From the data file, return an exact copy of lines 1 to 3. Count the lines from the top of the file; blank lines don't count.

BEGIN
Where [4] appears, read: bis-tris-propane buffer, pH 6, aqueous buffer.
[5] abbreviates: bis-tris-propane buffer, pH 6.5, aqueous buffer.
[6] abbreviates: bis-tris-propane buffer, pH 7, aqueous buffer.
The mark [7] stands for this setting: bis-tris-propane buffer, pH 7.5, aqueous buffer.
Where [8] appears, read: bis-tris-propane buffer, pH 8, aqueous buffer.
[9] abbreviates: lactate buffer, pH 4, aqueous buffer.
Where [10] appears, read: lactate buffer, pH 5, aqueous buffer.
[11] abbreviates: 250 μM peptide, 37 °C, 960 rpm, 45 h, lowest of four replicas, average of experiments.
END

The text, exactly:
Where [4] appears, read: bis-tris-propane buffer, pH 6, aqueous buffer.
[5] abbreviates: bis-tris-propane buffer, pH 6.5, aqueous buffer.
[6] abbreviates: bis-tris-propane buffer, pH 7, aqueous buffer.